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Improving Dental Care for Children in Africa One Toothbrush at a Time

Improving Dental Care for Children in Africa One Toothbrush at a Time

Founder of an organization to expand access to oral care gets a boost at Rutgers School of Dental Medicine through fellowship Thobile Mushwana, (in red) founder of Dental Marathon visits school children in South Africa to teach them about oral health. In Africa, toothbrushing is not a priority for families struggling to survive, and dental care is often nonexistent, says Thobile Mushwana. “They don’t see the importance and they don’t have the money to buy tooth brushes. I’ve met 8-year-olds who have never seen a toothbrush or brushed their teeth,’’ explains Mushwana, a South African citizen who came to Rutgers as part of the Mandela Washington Fellowship for Young African Leaders Initiative (YALI). Sponsored at Rutgers by the university’s Leadership Institute of Civic Engagement, the program provides professional development training and high-level networking for aspiring African entrepreneurs. Mushwana, who visited the Rutgers School of Dental Medicine in July, founded the non-profit Dental Marathon organization to make oral healthcare accessible to children throughout Africa, where any kind of health education is scarce, a situation that’s changed little since apartheid was abolished in 1994. Since 2009, he and his team have used a network of schools and local organizations throughout Africa to reach more than 250,000 children annually, educating them on the importance of oral health and dispensing toothbrushes, toothpaste and floss. They have brought their program to 11 nations in Africa. “We don’t just want to hand kids a toothbrush and toothpaste, we want to restore their dignity,’’ he says. “You don’t give someone something just based on how poor they are. Once you empower someone with knowledge, they’ll keep going back to learn, and they’ll make better decisions. To change a nation, you have to start with the children.’’ Mushwana’s ultimate goal is to open a dental clinic in each of Africa’s 54 nations, plus a Dental Marathon headquarters. His plan is to treat 13.5 million children a year for 20 years. Mushwana has already worked with an architect on the clinic buildings’ toothbrush-shaped design. But first, he’s estimated that he needs to raise $100 million. The Mandela fellowship program was established to help leaders like Mushwana realize their dreams. This year, he is one of 700 participants, all between the ages of 25 and 35, who travel to Washington D.C. and, eventually, other part of the U.S. to learn about entrepreneurship. A highlight of the program is the chance to network with executives from Amazon and other Fortune 500 companies, in addition to non-profit leaders, politicians and philanthropists. “We’re being trained on how to run companies, all aspects of that: writing, leadership, and business skills,’’ said Mushwana. At the School of Dental Medicine, he met with Dean Cecile A. Feldman and others to learn about running dental clinics that treat underserved patients. Mushwana and Feldman also discussed the possibility of RSDM students travelling to participate in Dental Marathon’s education and oral hygiene campaign. “The need there is incredible,’’ says Feldman. “He’s really committed to improving the lives of African children.’’ Although his plans are a tall order, Mushwana is determined to succeed. To raise awareness of Dental Marathon’s mission, he and his partners hiked to the top of Mount Kilimanjaro in 2017, so he ‘s confidant that he can accomplish his goals. “It must be done,’’ he says. “And I will do it.’’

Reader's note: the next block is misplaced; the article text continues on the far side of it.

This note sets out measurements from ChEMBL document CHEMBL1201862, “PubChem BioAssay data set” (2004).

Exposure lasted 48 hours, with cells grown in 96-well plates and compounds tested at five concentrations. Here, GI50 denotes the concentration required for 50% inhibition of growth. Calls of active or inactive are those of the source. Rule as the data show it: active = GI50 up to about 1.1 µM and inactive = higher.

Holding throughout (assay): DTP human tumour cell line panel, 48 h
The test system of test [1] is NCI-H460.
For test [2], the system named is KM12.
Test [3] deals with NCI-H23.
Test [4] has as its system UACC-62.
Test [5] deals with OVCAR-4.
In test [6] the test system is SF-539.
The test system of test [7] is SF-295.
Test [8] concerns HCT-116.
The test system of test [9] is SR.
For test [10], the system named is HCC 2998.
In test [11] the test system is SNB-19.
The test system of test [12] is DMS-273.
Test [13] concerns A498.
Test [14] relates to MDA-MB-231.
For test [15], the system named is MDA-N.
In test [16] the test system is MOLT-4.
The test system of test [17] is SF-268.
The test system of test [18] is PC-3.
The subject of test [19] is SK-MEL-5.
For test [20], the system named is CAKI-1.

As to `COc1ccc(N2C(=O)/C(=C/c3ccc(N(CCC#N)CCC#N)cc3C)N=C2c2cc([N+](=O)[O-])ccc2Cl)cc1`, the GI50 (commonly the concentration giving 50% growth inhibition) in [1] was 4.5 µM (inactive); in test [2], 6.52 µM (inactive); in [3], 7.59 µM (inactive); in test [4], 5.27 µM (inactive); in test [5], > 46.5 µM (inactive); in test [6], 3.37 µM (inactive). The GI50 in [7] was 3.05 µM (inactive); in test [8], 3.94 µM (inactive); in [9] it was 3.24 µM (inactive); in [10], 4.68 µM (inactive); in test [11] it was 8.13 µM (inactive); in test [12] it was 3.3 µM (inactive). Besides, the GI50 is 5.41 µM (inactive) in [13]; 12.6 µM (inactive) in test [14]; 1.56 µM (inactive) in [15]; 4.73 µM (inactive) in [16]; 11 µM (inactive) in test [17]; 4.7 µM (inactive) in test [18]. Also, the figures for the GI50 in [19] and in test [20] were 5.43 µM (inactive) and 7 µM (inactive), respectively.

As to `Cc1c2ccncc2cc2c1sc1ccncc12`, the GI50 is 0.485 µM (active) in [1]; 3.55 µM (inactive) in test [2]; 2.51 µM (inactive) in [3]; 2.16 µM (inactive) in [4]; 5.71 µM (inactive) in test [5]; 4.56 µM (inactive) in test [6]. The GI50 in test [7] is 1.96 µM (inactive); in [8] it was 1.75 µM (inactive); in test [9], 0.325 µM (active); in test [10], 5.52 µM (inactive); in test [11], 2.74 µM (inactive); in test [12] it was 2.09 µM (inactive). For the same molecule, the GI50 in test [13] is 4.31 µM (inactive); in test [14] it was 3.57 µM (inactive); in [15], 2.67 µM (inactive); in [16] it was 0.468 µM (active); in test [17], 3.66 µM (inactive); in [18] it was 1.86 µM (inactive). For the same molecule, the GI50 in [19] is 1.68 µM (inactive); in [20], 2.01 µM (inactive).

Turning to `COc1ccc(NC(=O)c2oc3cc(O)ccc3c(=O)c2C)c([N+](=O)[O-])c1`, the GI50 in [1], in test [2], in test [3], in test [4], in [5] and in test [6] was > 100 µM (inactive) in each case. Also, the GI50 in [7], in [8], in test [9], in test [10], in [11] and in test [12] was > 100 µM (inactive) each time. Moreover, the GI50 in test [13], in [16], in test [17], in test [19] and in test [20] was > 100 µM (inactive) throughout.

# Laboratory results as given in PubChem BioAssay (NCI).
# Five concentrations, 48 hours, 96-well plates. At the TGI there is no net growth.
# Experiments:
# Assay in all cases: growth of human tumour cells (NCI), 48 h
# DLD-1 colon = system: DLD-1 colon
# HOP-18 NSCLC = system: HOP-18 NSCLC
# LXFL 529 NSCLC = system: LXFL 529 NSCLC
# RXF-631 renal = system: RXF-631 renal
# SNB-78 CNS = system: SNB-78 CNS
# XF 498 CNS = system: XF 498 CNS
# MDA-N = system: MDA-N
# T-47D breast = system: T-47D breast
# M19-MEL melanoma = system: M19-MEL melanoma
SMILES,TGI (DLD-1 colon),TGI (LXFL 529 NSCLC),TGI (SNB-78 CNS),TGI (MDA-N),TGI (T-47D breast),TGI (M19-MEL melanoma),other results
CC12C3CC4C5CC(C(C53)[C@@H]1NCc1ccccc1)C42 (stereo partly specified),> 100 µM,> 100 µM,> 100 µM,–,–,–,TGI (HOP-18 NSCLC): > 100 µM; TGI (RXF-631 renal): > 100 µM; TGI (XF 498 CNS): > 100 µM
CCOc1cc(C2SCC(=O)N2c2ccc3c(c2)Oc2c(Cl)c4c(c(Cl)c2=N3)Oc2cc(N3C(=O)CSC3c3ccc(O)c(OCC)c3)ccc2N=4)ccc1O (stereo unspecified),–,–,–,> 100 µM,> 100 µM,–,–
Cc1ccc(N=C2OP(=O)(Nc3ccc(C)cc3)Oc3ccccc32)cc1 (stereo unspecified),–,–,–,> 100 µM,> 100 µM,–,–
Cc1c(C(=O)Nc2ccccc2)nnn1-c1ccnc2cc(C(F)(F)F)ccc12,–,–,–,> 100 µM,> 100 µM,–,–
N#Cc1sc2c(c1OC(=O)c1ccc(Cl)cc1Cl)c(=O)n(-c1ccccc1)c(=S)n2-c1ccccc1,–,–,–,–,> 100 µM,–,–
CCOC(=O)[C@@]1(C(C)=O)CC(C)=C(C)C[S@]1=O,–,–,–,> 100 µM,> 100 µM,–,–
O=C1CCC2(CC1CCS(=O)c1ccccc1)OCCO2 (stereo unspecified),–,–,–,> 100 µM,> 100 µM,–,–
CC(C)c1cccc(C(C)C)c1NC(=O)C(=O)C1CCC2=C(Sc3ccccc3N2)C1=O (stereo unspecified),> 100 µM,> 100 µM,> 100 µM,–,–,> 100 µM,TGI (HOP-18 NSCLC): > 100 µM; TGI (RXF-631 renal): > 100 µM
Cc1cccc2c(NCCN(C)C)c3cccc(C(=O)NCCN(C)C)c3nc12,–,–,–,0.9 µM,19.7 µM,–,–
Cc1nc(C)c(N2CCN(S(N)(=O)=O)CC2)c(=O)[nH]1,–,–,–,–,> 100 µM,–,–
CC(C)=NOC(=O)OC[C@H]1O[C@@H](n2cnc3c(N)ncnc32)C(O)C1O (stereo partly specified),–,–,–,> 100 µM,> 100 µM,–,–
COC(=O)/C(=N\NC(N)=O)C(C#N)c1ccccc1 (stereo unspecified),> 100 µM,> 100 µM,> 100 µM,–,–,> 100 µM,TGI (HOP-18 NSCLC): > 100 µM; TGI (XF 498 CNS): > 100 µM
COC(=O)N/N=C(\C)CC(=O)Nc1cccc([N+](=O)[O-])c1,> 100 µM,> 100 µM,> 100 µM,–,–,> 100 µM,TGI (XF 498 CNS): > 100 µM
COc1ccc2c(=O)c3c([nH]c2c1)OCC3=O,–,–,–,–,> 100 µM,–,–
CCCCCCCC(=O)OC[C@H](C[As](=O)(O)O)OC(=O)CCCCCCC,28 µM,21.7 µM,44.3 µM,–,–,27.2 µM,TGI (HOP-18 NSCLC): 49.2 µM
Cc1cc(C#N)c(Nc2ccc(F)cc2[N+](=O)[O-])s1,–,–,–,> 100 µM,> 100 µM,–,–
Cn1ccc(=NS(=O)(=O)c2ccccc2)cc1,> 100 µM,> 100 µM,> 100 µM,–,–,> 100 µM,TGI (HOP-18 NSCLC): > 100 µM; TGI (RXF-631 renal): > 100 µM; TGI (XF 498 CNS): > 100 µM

Improving Dental Care for Children in Africa One Toothbrush at a Time

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